As to "fangraphs-thinking", it seems to me as though its most ardent spokespersons are convinced it should be the ONLY method of arriving at a solution to the question of who should play and who should not in any given situation. "Fangraphs-thinking" will postulate that "protection" matters not in the lineup, or that you should use your closer in the highest leverage situation regardless of the inning in which it occurs. Every player I've ever heard interviewed on the matter disagrees with that premise. Especially the bullpen guys, who have their set routines. People being creatures of habit, disrupting that routine may very well lead to sub-par performance, losing the game rather than winning it. They will toe the line and say they are ready at any time, but push comes to shove they also admit they prefer to know their role and know when they will be used.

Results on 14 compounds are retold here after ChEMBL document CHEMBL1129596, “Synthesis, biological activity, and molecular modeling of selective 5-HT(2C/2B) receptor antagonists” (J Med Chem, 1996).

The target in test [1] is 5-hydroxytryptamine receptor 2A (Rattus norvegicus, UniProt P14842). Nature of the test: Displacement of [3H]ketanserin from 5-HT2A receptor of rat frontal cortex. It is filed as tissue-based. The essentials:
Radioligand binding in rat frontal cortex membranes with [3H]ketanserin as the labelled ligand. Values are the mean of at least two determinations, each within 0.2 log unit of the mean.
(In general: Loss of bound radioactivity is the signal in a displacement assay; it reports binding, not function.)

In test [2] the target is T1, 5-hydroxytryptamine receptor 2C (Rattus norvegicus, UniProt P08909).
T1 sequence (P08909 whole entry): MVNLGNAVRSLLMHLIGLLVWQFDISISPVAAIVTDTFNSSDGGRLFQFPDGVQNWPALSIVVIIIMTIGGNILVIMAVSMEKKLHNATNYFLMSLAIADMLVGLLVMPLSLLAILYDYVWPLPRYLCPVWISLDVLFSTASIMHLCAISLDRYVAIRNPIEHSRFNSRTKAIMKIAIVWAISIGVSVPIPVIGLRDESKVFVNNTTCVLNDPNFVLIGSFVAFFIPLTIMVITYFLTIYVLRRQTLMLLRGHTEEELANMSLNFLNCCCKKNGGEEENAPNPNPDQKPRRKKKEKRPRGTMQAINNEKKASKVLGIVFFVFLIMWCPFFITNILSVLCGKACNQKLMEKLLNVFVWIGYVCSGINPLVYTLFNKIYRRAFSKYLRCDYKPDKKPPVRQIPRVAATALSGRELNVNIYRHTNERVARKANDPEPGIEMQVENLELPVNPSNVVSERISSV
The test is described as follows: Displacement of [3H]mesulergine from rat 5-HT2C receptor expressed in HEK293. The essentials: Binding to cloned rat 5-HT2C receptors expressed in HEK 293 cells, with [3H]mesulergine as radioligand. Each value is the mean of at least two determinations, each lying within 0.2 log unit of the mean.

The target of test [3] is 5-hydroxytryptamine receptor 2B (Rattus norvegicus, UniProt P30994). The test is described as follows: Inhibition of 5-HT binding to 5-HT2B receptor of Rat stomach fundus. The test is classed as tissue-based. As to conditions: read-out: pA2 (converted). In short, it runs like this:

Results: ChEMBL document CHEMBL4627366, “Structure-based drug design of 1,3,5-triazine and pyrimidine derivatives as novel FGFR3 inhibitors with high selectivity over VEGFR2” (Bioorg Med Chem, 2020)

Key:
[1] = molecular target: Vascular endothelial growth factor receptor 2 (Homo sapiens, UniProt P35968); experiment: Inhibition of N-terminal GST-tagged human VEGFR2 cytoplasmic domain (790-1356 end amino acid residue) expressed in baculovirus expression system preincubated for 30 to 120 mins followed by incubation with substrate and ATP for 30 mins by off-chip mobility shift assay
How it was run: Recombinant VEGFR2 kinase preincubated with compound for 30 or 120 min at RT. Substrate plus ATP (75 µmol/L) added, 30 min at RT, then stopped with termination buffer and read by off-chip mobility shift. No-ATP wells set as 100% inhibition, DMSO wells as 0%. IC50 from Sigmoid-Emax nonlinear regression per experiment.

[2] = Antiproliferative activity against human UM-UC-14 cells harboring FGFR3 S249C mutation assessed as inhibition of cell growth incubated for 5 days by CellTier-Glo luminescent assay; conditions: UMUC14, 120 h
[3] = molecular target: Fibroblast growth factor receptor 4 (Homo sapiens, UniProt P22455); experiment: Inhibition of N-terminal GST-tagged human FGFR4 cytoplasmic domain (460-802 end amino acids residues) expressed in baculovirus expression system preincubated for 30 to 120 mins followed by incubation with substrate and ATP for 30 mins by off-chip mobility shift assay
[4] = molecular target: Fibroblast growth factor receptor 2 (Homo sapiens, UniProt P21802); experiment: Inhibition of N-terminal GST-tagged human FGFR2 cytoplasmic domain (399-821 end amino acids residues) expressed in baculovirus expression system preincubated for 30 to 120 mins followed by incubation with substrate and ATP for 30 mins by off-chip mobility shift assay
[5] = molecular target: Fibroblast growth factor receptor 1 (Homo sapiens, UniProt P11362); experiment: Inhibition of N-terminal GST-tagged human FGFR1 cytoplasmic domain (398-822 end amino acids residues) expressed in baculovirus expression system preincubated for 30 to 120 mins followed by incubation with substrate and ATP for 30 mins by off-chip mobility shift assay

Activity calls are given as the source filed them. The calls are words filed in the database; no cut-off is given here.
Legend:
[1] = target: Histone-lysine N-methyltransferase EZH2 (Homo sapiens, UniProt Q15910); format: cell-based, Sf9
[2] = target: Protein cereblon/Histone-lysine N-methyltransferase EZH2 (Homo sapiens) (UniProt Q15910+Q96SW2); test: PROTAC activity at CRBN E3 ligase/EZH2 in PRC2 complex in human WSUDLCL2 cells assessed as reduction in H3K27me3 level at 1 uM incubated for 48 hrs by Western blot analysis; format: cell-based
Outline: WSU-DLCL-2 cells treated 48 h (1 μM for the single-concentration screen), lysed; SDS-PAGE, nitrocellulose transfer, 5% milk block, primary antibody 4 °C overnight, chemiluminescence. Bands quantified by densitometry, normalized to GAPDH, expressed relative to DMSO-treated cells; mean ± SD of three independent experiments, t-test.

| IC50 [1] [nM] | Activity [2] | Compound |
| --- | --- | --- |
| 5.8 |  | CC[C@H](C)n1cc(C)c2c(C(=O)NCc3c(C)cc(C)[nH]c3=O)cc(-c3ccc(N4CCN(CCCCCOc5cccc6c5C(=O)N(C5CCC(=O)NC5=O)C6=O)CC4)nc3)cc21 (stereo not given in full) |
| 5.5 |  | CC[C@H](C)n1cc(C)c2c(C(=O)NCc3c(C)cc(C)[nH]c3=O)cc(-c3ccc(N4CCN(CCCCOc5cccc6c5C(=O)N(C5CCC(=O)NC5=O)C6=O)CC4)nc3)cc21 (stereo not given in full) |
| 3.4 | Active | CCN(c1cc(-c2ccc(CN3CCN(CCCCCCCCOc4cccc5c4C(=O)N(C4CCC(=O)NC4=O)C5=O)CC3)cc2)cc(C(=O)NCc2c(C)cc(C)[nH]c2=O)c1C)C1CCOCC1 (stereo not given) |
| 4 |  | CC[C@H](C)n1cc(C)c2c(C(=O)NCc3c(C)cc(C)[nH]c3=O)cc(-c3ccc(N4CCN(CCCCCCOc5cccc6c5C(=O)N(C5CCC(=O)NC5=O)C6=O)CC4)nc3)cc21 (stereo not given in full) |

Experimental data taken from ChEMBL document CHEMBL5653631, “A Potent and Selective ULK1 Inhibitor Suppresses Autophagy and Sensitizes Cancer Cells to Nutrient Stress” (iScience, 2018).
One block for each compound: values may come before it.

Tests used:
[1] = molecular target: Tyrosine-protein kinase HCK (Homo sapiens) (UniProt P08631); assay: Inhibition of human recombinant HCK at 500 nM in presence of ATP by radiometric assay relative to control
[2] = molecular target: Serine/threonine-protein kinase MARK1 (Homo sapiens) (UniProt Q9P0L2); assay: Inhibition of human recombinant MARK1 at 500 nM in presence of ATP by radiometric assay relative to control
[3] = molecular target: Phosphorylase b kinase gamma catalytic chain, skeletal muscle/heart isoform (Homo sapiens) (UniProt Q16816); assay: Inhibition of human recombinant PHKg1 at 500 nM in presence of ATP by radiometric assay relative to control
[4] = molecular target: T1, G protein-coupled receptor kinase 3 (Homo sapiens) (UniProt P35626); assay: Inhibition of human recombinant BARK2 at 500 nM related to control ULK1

You still need a human being to look a player in the eye and make a decision on that day and at that time if the player is ready to go. A spreadsheet can tell you a past history, but it can't tell you who's ready for the game tonight. After all, even Spock knew that Kirk should be running the ship, not the computer. :)


"even Spock knew that Kirk should be running the ship, not the computer."
That's a terrific line. Tip o' the cap to ya.


But I only get so much Detect-O-Vision time, and am thinkin' youse guys want some fresh reads still.  Maybe even the occasional read about a Mariner player.
Don' let me stop you.  I get all the time to READ I want :- )